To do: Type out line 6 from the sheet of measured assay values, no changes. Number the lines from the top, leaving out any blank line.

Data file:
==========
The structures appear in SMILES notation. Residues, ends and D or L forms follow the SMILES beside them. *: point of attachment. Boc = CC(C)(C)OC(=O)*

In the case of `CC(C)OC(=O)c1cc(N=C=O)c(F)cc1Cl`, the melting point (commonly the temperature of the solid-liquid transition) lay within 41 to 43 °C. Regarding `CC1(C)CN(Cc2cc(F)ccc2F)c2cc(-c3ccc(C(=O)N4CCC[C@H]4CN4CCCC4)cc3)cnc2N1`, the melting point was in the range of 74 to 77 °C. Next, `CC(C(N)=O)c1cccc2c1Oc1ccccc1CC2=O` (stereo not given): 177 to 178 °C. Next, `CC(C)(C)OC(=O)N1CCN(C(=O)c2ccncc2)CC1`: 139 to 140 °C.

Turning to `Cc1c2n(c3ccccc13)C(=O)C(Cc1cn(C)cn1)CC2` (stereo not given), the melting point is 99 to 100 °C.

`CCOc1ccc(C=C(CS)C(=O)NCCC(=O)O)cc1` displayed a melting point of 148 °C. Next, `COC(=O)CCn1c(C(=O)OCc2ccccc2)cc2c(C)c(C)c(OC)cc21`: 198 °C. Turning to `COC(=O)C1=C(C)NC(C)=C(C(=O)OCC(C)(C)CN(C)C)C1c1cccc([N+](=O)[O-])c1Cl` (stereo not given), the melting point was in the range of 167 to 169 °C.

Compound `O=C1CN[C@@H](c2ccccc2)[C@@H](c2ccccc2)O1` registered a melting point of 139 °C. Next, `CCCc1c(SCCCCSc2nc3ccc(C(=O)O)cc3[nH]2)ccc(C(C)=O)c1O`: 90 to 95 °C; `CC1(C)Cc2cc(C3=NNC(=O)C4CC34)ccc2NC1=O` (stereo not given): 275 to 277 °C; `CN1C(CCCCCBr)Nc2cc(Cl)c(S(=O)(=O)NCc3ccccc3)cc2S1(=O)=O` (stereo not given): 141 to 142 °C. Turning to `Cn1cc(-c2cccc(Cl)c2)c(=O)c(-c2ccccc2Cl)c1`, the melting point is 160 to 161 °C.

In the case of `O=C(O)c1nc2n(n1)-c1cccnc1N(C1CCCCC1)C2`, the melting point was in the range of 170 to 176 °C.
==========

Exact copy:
In the case of `O=C(O)c1nc2n(n1)-c1cccnc1N(C1CCCCC1)C2`, the melting point was in the range of 170 to 176 °C.